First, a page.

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A view into 2015: Growth in the global economy to continue

Chief analyst in Danske Invest, Bo Bejstrup Christensen, takes you on a world tour presenting his view of the macroeconomic potential in 2015.

The upswing in the global economy continues; this is good news. This is the short version of chief analyst in Danske Invest, Bo Bejstrup Christensen's view of 2015. He expects continued economic strength in the USA, recovery in Europe and continued growth in China, however, with substantial challenges as the companion.

USA: The great powerhouse in the global economy
The US economy surprised positively in 2014, and Bo Bejstrup Christensen expects the solid economic growth in the USA to continue next year. In addition, he believes that the American central bank, the Fed, will hike interest rates.

"We expect that US growth will be at approx. 3.5% in 2015. The primary drivers behind this development are a persistently well-functioning banking system, which is underpinning the companies' investment propensity and capability, and the recovering housing market that is still laying by in wake of 5-6 years of crisis," says Bo Bejstrup Christensen. Due to the solid growth, he expects that the Fed will hike interest rates for the first time in many years in 2015.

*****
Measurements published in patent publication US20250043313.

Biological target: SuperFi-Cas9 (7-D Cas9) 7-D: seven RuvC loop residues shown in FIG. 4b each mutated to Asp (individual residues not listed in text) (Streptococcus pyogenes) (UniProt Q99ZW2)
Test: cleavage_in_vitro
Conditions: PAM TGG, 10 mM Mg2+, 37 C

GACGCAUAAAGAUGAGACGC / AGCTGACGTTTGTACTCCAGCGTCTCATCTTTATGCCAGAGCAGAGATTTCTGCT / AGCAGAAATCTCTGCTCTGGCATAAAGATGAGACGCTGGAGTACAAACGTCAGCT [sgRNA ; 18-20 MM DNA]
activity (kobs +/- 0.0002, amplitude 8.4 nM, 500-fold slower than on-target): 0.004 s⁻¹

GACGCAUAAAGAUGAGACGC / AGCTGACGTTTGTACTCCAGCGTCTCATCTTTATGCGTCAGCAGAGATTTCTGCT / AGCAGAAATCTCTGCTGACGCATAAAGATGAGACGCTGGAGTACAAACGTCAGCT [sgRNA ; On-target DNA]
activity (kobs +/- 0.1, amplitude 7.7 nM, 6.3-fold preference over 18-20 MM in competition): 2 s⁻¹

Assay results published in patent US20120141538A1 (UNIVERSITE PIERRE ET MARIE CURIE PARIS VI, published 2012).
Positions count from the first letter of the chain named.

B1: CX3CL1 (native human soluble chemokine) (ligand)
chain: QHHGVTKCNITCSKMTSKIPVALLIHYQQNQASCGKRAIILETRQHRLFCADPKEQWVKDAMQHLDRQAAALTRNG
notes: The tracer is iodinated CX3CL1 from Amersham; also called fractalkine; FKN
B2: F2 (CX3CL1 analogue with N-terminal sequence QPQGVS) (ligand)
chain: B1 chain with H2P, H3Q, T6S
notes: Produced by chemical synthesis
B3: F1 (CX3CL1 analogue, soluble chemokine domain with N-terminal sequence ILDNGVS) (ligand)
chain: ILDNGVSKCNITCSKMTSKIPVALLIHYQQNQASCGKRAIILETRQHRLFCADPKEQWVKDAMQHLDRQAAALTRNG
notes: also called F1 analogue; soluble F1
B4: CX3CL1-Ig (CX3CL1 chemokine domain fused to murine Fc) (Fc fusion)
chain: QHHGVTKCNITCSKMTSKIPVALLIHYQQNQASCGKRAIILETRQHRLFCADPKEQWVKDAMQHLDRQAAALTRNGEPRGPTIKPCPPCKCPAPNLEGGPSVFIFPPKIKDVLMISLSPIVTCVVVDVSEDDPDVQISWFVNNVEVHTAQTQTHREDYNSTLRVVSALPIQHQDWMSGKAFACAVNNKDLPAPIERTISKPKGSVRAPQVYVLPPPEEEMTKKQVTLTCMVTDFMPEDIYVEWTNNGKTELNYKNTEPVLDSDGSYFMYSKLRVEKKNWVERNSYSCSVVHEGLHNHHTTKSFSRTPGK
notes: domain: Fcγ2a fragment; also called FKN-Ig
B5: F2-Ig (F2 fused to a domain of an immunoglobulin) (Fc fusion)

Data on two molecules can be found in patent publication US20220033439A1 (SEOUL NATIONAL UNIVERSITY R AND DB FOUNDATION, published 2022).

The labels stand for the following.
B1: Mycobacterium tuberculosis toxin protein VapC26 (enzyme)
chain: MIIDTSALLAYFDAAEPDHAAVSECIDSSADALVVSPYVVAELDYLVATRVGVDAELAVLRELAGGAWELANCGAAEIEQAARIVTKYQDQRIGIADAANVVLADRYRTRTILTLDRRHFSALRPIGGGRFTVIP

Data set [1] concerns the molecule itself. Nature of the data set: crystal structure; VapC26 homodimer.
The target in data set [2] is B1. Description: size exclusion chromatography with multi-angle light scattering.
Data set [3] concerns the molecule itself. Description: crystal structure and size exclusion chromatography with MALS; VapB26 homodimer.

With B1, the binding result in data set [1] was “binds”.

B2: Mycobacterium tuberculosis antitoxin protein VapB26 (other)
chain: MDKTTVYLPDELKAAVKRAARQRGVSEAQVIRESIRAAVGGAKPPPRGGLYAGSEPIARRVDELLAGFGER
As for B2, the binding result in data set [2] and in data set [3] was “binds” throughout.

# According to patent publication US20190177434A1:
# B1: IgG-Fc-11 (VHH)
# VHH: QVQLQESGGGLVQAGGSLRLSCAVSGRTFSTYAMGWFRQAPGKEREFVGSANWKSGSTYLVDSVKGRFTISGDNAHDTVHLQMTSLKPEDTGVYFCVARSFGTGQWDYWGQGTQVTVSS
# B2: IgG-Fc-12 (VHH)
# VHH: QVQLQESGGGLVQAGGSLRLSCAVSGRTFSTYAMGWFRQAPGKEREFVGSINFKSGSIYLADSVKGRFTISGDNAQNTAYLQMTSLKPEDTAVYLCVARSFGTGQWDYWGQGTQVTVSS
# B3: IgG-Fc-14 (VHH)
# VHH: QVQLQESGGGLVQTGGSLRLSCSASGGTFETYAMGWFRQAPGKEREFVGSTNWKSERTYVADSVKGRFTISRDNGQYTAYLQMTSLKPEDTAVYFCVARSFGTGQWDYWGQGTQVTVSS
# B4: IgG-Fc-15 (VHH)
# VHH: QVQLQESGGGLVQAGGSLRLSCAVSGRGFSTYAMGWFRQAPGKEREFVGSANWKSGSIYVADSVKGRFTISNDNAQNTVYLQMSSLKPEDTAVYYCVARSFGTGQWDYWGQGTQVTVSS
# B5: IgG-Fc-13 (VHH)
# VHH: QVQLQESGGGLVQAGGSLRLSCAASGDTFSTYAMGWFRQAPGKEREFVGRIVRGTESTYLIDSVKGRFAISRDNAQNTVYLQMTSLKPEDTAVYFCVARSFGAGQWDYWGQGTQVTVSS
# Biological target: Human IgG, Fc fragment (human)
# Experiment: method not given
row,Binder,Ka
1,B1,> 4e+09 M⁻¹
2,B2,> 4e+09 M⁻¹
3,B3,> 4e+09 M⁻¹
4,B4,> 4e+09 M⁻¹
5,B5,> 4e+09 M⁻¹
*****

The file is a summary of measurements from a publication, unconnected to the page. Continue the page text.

Europe: The banking sector is to drive growth
Bo Bejstrup Christensen is of the opinion that 2015 will be the year in which European growth will become entrenched following a disappointing 2014. However, this will depend on whether the banking sector will meet expectations.

"In 2015 the banking sector will become the decisive factor determining whether growth will regain momentum. We expect that banks will increase their lending activities in 2015. In other words, companies will be able to invest, and consumers will be able to increase their spending," says Bo Bejstrup Christensen. He stresses that this does not imply that the ECB is anywhere near tightening its monetary policy course, and the uncertainty in Eastern Europe will be the unknown factor that can affect developments, just as we have seen it this year.

China: Continued growth, but challenges will be the companion
Bo Bejstrup Christensen believes that Chinese growth will be at 6% in 2015. However, the challenges are substantial. Particularly the housing market is a challenge because the construction activity has been too heavy, and the lending regime has been overheated during the past couple of years. However, there are bright spots.

"The good news is that the housing market appears to have slowed down, i.e. housing sales have shown a slight decrease, and the same holds true for construction. We actually appreciate that. The growth in banks' lending activities also appears to have fallen to more sustainable levels. Therefore, we expect that the Chinese economy will increase by approx. 6% in 2015. However, we are very much aware of the significant risks in China - particularly those related to the financial system and the housing market," concludes Bo Bejstrup Christensen.

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